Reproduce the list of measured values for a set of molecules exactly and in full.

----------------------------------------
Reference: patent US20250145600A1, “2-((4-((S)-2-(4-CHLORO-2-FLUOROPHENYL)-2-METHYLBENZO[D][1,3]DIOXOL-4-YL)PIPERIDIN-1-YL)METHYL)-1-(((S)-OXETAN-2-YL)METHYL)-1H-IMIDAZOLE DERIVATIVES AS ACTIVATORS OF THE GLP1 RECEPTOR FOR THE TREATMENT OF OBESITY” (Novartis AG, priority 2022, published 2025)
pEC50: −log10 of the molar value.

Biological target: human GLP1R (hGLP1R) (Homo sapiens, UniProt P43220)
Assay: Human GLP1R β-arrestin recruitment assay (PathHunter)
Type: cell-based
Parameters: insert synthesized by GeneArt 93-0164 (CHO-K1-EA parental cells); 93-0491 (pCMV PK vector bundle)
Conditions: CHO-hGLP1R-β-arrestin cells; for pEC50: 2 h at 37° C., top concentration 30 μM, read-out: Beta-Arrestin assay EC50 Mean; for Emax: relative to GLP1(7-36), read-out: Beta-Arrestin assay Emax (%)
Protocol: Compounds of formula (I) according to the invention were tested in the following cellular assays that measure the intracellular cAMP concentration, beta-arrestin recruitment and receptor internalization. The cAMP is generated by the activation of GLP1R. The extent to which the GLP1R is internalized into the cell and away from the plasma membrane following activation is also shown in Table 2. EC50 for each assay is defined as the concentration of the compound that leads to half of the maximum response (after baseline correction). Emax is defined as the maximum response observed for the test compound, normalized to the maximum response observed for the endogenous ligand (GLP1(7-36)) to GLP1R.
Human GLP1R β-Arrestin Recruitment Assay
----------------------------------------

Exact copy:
Reference: patent US20250145600A1, “2-((4-((S)-2-(4-CHLORO-2-FLUOROPHENYL)-2-METHYLBENZO[D][1,3]DIOXOL-4-YL)PIPERIDIN-1-YL)METHYL)-1-(((S)-OXETAN-2-YL)METHYL)-1H-IMIDAZOLE DERIVATIVES AS ACTIVATORS OF THE GLP1 RECEPTOR FOR THE TREATMENT OF OBESITY” (Novartis AG, priority 2022, published 2025)
pEC50: −log10 of the molar value.

Biological target: human GLP1R (hGLP1R) (Homo sapiens, UniProt P43220)
Assay: Human GLP1R β-arrestin recruitment assay (PathHunter)
Type: cell-based
Parameters: insert synthesized by GeneArt 93-0164 (CHO-K1-EA parental cells); 93-0491 (pCMV PK vector bundle)
Conditions: CHO-hGLP1R-β-arrestin cells; for pEC50: 2 h at 37° C., top concentration 30 μM, read-out: Beta-Arrestin assay EC50 Mean; for Emax: relative to GLP1(7-36), read-out: Beta-Arrestin assay Emax (%)
Protocol: Compounds of formula (I) according to the invention were tested in the following cellular assays that measure the intracellular cAMP concentration, beta-arrestin recruitment and receptor internalization. The cAMP is generated by the activation of GLP1R. The extent to which the GLP1R is internalized into the cell and away from the plasma membrane following activation is also shown in Table 2. EC50 for each assay is defined as the concentration of the compound that leads to half of the maximum response (after baseline correction). Emax is defined as the maximum response observed for the test compound, normalized to the maximum response observed for the endogenous ligand (GLP1(7-36)) to GLP1R.
Human GLP1R β-Arrestin Recruitment Assay